As a group, they're refreshingly honest, generous and more than willing to share their vast knowledge of the game along with their players' strengths and weaknesses. To, regrettably, name but a few from this past recruiting season, I'd love to park myself for hours in front of the likes of Marijon Ancich (St. Paul High, Dwight Tardy), Ralph Caldwell (Dorsey High, Courtney Williams), Dick Zatkovich (Lincoln High, Michael Willis), Mickey Moss (South Garland High, James Bradley), Brian Basteyns, (Serra High, Fevaea'i Ahmu), Ed Croson (Birmingham High, Benny Ward), Tom O'Kelly (Northwood High, Cory Evans) and just soak up the knowledge like a sponge.

Speaking of coaches, I can't tell you how many times one of them or their players mentioned, unsolicited, how impressed they were with Washington State's staff. Without fail, the experience, knowledge and "down to earth" demeanor of the Cougar coaches was cited. Leon Burtnett, George Yarno, Kelly Skipper, Mike Walker, Mike Levenseller, Timm Rosenbach and Ken Greene were hits everywhere they went, from Washington to California to Texas and beyond. And at least a handful of Cougar commits mentioned defensive coordinator Robb Akey's unmatched leaping ability when news of a verbal was delivered in person.

Coach Bill Doba's name came up at virtually every turn from recruits and parents alike. One parent relayed, after recently talking with the Washington State head man, that should their son choose to attend WSU, just knowing that a man like Doba was going to take care of their son offered them great peace of mind. The player verbally committed to WSU shortly thereafter, and signed with the Cougs this past Wednesday.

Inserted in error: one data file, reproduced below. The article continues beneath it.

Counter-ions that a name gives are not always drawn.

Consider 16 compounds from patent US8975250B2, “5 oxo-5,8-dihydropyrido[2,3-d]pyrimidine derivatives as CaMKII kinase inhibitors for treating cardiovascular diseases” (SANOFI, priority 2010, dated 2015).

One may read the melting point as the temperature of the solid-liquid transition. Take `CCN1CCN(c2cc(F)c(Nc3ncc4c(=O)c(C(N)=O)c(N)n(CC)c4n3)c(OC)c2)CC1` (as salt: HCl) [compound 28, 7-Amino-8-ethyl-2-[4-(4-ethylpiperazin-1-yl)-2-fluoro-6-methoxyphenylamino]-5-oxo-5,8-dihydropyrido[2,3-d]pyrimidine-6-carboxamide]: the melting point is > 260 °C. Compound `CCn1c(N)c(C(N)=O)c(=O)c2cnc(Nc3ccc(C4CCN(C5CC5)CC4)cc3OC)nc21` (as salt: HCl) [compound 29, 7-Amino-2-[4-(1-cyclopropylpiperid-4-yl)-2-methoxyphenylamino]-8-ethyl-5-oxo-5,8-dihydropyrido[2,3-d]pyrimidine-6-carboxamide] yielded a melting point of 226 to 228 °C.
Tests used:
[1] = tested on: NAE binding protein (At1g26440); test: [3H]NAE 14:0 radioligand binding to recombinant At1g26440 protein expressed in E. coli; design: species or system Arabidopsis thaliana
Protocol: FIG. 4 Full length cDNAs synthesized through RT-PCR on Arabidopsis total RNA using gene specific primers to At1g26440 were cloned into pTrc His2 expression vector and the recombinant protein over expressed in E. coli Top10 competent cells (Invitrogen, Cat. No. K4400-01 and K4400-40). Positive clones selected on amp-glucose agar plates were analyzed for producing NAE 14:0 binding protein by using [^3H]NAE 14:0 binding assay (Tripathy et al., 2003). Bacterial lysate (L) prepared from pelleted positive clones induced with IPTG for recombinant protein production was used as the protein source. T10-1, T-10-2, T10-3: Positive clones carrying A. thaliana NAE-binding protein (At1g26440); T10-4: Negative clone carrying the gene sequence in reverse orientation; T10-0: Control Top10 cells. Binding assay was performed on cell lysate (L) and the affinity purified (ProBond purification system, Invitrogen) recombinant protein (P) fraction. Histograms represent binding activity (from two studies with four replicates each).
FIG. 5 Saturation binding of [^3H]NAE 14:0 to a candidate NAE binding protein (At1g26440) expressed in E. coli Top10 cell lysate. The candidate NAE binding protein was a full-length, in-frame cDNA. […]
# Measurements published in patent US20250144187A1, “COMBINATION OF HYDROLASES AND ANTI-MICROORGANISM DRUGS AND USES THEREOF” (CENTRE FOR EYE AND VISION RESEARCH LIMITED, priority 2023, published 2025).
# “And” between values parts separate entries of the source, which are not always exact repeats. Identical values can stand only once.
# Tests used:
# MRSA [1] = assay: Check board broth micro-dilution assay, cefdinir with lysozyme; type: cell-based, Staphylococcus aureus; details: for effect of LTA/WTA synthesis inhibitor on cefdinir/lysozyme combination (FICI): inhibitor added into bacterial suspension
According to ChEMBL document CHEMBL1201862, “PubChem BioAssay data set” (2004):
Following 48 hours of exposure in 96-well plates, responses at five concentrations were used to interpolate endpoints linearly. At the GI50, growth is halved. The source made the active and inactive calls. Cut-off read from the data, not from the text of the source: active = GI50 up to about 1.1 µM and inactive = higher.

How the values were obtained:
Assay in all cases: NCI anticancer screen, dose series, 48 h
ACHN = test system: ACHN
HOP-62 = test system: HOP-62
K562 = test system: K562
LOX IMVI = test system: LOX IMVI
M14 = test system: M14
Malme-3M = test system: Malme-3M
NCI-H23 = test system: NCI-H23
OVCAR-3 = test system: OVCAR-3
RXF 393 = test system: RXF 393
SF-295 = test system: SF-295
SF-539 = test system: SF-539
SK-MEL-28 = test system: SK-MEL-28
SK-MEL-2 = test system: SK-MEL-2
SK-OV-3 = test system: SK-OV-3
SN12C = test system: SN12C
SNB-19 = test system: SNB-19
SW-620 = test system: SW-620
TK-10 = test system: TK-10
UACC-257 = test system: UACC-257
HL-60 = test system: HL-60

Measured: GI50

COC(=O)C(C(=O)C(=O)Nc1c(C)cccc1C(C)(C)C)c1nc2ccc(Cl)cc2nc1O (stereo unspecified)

Recruiting coordinator, assistant head coach and tight ends coach Robin Pflugrad

I'd be remiss not to take some time to talk about recruiting coordinator Robin Pflugrad. In following the trails, I saw evidence of a master.

From a recruit's enthusiastic re-telling of an official trip or in-home visit, to a simple phone conversation the prospect had with one of the Cougar coaches that left them inspired, Pflugrad's professional magic was evident. The man is organized, thorough and strategic. He'd also the first one to give you an 'Ah, shucks' about it, telling you it's a team effort right down the line, from the dedicated recruiting staff to the graduate assistants to his fellow coaches at Washington State.

The Protocol:
In a balancing act that was different for every prospect, I took pains not to call a prospect too often, yet also wanted to be able to "get the story." I think we did it well, regularly breaking the news on the newest members of the Cougar family on our front page while remaining respectful of their time and what they had on their plate.

Many times, a prospect wasn't at home when I called so I'd leave a message and mention that time of day or night was no matter -- feel free to call back any time. Many players took me up on it but one stands out, with him ringing me up at 12:45am. We ended up talking about his recruitment for about 30 minutes.

The Obsession: